In vitro cultivation studies were performed using the following Actinomyces isolates: A. naeslundii (DSM-43013), A. oris (DSM-23056), A. johnsonii (DSM-23038), A. massiliensis (DSM-23047), A. gerencseriae (DSM-6844), A. dentalis (DSM-19115), and A. israelii (DSM-43320). Isolates were grown anaerobically in Schaedler Anaerobe Broth (SAB) medium in the presence of 0, 0.25, 0.5, 1, and 2% Maltitol. Cultivations were done in triplicate. Qualitative growth was assessed daily by visual inspection. Quantitative growth was assessed after 7 days of incubation by qPCR using primers 16S-Actmycs-gr-F 5′-GGGTTGTGAACCTCTTTCGCC-3′, 16S-Actmycs-gr-R 5′-GCTGGCACGTAGTTAGCCG-3′, and Taqman MGB probe 16S-Actmycs-gr 5′-TGTGGKKGGGTTGACG-3′. qPCR was performed in RT PCR master mix (Diagenode, Seraing, B) on an Applied Biosystems 7500 RT PCR system during 45 cycles of with a denaturation step at 95.0°C for 15 s and an annealing/elongation step at 60.0°C for 1 min. A standard curve was established by analysis of an A. massiliensis genomic DNA sample, serially diluted at 2 ng, 200 pg, 20 pg, 2 pg, 200 fg, 20 fg, and 2 fg per μl as well as a negative control.
Actinomyces massiliensis (DSM-23047) was precultured anaerobically in 10 ml SAB medium at 37°C for 4 days. Next, the A. massiliensis preculture was diluted 1000× in SAB medium and cultivated for 4 days. For the exposure, the spent medium was carefully taken off and replaced by fresh prewarmed SAB and SAB with 2% Maltitol (Sigma M8892). After 1 h of incubation, cells were harvested and quenched in liquid nitrogen. For RNA isolation, bacterial cells were lysed by phenol bead beating and purified using the ChargeSwitch RNA total kit (Invitrogen 45-7006) in accordance with the manufacturers recommendations. RNA integrity was assessed on the fragment analyzer. mRNA was enriched by the Ribo-Zero® rRNA Removal Kit (Illumina). Following mRNA enrichment, the samples were cleaned up using the Agencourt RNAClean XP kit (cat no. A63987, Beckman Coulter): Libraries were prepared by the TruSeq Stranded mRNA HT library kit (Illumina, RS-122-2103) according to the manufacturer’s recommendations. Sequencing was performed in the Illumina NextSeq 500.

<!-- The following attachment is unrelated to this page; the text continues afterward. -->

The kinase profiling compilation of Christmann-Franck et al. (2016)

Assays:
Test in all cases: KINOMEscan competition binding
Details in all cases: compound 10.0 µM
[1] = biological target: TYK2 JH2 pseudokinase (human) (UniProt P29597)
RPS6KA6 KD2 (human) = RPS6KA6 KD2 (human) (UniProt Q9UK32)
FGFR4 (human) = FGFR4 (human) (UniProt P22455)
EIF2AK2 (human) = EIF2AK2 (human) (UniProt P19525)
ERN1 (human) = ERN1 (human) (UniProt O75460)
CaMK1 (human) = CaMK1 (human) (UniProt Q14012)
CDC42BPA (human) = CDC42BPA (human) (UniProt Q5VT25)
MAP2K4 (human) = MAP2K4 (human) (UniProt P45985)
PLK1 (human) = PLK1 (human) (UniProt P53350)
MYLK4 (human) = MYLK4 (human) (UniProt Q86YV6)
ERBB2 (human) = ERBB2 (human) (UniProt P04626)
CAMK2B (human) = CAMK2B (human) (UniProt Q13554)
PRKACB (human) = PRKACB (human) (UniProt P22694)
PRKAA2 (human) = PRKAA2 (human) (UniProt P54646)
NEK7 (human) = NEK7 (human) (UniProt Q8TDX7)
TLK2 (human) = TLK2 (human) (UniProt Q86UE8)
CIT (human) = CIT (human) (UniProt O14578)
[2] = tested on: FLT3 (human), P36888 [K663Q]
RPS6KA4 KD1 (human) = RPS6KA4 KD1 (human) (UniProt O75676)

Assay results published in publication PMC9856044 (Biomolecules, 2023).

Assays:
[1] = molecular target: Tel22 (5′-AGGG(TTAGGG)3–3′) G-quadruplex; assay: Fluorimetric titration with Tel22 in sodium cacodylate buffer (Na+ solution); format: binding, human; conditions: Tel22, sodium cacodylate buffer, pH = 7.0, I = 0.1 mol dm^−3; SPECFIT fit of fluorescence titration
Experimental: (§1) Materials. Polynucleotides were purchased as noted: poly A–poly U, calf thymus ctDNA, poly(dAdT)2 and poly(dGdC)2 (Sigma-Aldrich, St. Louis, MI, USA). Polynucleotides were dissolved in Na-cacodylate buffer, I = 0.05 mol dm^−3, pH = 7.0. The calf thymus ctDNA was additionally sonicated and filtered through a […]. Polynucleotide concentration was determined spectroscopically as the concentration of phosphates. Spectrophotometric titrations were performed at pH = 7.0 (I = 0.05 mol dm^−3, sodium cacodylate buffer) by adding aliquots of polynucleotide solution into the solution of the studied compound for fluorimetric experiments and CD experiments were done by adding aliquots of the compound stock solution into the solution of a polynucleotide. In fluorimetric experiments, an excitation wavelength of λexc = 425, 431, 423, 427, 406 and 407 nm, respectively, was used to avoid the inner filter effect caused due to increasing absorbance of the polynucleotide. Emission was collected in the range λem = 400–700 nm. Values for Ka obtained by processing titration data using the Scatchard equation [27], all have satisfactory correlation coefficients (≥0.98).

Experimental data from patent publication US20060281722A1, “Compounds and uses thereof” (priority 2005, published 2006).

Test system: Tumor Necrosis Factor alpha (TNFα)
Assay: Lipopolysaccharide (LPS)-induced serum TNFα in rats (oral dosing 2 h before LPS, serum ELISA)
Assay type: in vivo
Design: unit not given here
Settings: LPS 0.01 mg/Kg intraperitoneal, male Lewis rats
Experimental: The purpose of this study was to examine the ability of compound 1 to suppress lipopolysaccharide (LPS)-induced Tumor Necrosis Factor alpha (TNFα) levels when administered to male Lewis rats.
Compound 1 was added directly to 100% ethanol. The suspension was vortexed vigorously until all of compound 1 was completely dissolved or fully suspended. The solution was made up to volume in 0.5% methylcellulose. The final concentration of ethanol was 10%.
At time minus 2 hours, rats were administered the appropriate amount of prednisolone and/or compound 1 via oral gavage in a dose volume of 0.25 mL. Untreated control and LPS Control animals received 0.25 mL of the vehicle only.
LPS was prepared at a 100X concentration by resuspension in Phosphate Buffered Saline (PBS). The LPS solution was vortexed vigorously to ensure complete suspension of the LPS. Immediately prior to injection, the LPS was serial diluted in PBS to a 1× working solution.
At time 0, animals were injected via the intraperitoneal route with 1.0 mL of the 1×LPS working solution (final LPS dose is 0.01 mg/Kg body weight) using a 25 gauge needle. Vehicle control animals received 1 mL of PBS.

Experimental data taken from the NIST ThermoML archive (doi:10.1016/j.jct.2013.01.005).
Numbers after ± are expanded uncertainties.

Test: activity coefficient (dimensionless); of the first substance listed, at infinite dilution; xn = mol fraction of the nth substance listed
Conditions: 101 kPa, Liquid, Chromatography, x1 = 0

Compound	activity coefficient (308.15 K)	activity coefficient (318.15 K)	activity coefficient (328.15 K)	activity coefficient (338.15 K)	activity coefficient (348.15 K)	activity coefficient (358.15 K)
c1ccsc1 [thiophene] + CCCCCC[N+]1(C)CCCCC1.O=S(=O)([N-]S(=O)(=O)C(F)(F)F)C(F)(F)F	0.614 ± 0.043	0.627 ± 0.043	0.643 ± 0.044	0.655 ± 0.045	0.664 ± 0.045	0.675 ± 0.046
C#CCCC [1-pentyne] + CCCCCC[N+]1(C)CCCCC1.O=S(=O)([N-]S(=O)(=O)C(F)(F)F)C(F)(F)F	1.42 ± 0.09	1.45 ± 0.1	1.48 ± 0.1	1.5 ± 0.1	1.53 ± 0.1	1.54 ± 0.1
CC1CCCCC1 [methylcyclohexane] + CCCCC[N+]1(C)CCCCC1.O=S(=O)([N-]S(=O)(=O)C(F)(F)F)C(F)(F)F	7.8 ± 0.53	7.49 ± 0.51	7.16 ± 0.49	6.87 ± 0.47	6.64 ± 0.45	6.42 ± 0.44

Clean data were obtained from the raw data by removing the sequences of the adapters and low-quality reads using Btrim64-static (Kong, 2011). The clean reads were aligned to the A. massiliensis F0489 genome (GenBank accession number: AKFT00000000) using STAR with default parameters, allowing up to one-base mismatches (Dobin et al., 2013). Sequence count tables were created with HTSeq (Anders et al., 2015). Genes of which expression values were 0 in all samples were removed from the dataset before exploratory analysis. Data were normalized and differentially expressed genes (DEGs) between control and maltitol-treated samples were extracted by using DESeq2 (Love et al., 2014) with default options, including log fold change shrinkage. The DEGs were defined with a false discovery rate (FDR) ≤ 0.05.
The intervention study had a parallel single-(examiner)blind design with three randomly assigned groups using block randomization, each consisting of approximately 50 participants. Supplementary Figure S1 is a flow diagram that represents the passage of the patients through this clinical trial. Following recruitment and a standardized run-in phase, volunteers were divided into three groups. One group that was requested to use five times daily maltitol gum. The second group used gum base. The third group did not use any chewing gum. Throughout the run-in phase and the intervention study, volunteers were provided a standardized toothbrush and toothpaste and were requested to refrain from using any kind of polyol containing food products, including chewing gum and lozenges. During the study, eight participants reported adverse events. Four cases were unrelated to the study products, three possibly related (gastro-intestinal complaints or pain due to chewing on the occlusal lesion), and one was related as an undiagnosed flatulence and itch ever since using the study products.